Finally he did perform the sub-group analysis, breaking down the results by astrological star sign of the patients. He found that patients born under Pisces or Gemini didn’t benefit from taking aspirin in this situation, but the benefit was double for Capricorn. The Lancet were not amused, but he was finally able to persuade them not to insist on a meaningless and inappropriate statistical analysis and to publish his study as it was.

      • yes, our trial was ‘very small’, as I called it the post

        • The fact that contradiction is not uncommon may be due to studies of misconduct with falsifications and, mainly, to methodological flaws. This is not unknown to anyone. But it must be undone. Dialectics (in Hegel’s sense) has no use in medical research. However, you know that clinical decisions today must be based on methodologically correct randomized clinical trials and, better yet, appropriate systematic reviews of these trials, published in high-level databases and medical specialty guidelines from societies. of specialties. It is a resounding misconception that doctors around the world have enough time and insanity, and the knowledge to review all the trials in a systematic review, and to critique them, and even worse, to perform the statistical critical analysis of the physicians. themselves, on all matters relevant to their practice. The way out, at least for a glorious majority, is to rely on reliable databases and expert analysis of the respective specialties published as guidelines.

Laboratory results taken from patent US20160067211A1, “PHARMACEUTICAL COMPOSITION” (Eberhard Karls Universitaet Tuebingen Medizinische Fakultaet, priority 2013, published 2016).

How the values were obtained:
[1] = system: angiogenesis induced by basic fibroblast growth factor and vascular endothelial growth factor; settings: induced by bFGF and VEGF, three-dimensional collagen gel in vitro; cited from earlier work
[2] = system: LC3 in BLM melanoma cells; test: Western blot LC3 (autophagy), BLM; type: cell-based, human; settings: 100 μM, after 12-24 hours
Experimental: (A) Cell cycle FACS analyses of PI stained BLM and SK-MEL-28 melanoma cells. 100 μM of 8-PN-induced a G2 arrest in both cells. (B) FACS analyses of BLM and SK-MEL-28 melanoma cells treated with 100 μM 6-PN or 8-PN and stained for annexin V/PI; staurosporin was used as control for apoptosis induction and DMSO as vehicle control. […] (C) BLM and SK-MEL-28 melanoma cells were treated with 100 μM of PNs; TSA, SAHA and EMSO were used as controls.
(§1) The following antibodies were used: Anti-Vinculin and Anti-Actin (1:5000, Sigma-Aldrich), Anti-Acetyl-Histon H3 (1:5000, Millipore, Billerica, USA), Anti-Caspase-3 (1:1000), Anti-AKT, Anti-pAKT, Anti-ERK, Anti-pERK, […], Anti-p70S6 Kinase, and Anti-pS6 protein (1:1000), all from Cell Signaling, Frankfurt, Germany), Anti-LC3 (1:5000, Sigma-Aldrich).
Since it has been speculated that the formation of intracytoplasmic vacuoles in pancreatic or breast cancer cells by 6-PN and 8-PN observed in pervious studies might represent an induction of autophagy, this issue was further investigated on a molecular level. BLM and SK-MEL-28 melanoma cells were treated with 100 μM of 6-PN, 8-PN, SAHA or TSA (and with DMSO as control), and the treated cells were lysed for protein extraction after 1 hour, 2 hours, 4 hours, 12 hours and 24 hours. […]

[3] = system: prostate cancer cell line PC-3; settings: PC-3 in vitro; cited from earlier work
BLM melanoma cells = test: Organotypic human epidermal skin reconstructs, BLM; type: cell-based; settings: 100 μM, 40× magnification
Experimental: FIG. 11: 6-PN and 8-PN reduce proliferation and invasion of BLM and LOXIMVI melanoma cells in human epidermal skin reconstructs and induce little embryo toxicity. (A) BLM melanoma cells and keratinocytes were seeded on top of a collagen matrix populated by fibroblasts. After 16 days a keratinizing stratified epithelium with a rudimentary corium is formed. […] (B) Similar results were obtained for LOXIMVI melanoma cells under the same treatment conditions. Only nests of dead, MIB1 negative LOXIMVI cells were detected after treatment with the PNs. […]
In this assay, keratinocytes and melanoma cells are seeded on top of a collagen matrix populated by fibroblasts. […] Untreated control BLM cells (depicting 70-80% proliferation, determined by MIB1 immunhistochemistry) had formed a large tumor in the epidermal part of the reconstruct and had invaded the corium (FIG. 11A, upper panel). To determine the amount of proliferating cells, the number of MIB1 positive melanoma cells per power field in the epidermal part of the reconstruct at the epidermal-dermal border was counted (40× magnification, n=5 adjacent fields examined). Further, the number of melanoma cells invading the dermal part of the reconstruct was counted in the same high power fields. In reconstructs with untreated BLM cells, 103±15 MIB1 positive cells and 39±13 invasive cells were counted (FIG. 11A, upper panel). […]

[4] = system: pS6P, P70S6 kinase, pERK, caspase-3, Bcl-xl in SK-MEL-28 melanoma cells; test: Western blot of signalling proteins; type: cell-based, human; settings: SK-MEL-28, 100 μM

What I have tried to warn is that in the systematic reviews of autologous blood injections by the distinguished professor Edzatd Ernst, which dealt with symptomatic treatment of urticaria, they revealed contradictory results. These contradictory results do not allow a safe position on the therapy under consideration to treat urticaria. No specialty society can make a decision about the value of this therapy for this purpose. This is a fait accompli. It seems possible that the tendency of dermatologists in general would be to rely less on the review by SCAM practitioners published in a journal devoted to articles on SCAM. They should not even know that it exists. Of course, they look for information in magazines of their specialty.
          Who would bother to review all trials included in the on-screen reviews, including the respective statistical analyzes and, subsequently, the methodological quality of the review?
           In any case, I pointed out that the results of the treatments provided conflicting results about symptomatic urticaria therapy and that this does not provide dermatologists and general practitioners with the evidence needed to decide on the use of this therapy.
           The use of autohemotherapy here in Brazil is performed by some doctors, but mainly by a majority of lay people of all levels of ignorance, and as a panacea.